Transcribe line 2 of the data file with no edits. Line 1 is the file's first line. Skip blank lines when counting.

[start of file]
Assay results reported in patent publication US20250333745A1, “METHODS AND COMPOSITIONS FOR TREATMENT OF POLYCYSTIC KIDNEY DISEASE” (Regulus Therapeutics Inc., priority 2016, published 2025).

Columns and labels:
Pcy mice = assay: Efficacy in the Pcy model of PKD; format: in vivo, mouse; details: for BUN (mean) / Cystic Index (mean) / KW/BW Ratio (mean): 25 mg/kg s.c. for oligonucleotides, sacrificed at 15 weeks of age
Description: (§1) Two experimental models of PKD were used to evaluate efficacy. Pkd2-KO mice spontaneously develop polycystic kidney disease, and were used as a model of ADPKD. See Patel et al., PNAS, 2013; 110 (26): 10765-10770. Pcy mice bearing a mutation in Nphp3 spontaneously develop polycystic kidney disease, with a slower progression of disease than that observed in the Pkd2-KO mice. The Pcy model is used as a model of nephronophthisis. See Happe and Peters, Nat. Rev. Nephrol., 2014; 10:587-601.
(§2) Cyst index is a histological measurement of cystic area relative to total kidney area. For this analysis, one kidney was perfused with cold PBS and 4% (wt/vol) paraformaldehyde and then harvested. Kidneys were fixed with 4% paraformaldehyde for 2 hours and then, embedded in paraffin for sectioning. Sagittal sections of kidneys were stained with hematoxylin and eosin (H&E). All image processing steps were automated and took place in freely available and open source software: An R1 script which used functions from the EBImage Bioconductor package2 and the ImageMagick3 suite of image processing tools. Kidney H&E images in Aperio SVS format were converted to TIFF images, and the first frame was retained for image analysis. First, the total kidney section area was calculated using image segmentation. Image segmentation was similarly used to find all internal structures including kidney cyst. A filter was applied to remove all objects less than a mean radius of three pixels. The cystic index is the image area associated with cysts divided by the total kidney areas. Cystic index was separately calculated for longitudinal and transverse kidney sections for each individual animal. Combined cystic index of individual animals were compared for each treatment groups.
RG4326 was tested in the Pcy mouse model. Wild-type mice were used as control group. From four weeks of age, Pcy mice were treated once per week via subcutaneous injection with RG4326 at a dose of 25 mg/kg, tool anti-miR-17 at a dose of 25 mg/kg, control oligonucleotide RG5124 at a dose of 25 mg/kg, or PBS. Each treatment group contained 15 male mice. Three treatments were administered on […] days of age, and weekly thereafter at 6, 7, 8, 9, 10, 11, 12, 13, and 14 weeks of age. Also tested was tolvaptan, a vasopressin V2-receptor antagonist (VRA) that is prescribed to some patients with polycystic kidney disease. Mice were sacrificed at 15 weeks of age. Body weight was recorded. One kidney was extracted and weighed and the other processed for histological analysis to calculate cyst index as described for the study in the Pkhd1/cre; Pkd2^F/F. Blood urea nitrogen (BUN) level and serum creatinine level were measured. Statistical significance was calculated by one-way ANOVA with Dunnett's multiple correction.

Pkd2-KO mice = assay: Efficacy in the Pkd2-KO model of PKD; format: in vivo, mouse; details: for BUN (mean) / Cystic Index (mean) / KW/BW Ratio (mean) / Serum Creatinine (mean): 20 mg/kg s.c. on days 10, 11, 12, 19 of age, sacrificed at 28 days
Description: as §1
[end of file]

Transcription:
Columns and labels: